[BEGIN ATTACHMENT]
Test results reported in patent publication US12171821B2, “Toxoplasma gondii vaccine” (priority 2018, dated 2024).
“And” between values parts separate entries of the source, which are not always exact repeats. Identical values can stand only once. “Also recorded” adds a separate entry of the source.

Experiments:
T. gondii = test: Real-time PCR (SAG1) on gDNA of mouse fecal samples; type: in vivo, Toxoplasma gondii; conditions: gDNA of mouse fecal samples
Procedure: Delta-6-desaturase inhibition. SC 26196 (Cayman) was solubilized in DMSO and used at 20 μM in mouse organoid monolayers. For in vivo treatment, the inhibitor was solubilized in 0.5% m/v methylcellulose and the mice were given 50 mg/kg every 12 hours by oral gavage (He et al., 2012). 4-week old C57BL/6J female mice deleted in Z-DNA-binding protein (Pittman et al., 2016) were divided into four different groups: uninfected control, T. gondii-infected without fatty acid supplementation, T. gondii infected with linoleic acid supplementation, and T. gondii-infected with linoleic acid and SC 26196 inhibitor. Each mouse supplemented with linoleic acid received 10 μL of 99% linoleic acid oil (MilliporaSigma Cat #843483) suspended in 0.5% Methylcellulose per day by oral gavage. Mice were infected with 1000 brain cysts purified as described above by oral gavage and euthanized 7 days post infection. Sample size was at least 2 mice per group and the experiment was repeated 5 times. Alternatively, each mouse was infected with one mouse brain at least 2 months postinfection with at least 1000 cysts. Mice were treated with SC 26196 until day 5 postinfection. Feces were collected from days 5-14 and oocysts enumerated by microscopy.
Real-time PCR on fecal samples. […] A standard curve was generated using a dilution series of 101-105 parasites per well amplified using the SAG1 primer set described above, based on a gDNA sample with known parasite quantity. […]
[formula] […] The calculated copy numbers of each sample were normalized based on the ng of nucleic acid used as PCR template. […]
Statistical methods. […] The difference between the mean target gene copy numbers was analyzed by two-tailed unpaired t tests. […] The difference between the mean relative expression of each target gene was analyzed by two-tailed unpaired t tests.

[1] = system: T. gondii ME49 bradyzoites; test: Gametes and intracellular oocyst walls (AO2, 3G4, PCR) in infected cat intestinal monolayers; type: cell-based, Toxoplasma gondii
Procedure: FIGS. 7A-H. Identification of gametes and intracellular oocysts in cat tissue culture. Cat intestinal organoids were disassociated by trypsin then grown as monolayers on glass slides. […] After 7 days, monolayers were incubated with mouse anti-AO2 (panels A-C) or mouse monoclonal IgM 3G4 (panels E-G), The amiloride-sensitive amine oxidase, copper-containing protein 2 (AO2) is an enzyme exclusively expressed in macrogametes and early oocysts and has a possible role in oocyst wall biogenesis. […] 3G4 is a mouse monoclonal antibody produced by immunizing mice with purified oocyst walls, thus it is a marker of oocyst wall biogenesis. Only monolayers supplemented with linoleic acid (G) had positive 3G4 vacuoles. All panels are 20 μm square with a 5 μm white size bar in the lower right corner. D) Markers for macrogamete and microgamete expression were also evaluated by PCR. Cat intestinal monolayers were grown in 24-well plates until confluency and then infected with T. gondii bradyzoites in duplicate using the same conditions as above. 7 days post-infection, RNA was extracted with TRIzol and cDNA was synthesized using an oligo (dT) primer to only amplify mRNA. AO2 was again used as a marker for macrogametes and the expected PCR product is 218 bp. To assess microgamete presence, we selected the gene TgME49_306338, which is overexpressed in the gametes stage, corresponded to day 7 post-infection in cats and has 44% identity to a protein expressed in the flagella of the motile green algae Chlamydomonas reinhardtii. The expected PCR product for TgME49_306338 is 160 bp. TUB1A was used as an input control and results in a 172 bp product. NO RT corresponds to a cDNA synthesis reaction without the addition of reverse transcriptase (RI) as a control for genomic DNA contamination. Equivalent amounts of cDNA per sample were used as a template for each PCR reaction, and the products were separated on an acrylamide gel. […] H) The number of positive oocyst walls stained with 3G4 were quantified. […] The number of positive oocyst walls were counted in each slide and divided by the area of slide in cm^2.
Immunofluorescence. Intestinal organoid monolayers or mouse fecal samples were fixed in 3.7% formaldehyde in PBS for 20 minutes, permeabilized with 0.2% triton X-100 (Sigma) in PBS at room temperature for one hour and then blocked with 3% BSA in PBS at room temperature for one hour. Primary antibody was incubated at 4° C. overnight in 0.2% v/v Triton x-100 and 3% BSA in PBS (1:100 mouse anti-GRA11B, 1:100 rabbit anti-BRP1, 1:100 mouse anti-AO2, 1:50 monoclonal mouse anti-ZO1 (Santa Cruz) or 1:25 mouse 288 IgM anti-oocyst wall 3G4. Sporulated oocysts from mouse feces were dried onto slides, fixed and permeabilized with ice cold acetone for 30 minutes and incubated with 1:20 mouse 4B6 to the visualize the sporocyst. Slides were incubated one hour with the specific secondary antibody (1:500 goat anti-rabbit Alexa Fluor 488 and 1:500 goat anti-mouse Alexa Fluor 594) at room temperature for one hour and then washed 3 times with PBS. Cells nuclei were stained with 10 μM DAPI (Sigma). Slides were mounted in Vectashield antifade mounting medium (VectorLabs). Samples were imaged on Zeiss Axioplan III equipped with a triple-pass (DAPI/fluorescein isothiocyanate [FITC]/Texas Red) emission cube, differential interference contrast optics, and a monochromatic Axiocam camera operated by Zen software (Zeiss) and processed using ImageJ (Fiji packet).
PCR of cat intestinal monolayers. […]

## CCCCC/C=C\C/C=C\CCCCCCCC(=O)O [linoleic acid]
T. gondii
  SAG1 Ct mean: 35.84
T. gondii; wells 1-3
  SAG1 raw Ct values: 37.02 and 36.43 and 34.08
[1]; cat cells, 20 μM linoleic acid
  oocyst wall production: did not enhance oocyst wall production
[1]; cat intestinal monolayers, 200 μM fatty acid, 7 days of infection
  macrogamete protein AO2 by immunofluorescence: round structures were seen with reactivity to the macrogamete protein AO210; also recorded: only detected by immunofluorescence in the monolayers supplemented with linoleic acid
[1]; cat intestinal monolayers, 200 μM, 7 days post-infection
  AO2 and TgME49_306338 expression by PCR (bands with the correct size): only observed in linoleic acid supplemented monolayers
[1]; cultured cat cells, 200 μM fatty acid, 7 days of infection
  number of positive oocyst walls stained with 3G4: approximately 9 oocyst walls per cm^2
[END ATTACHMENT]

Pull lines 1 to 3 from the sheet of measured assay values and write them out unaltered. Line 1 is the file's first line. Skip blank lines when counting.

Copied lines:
Test results reported in patent publication US12171821B2, “Toxoplasma gondii vaccine” (priority 2018, dated 2024).
“And” between values parts separate entries of the source, which are not always exact repeats. Identical values can stand only once. “Also recorded” adds a separate entry of the source.

Experiments: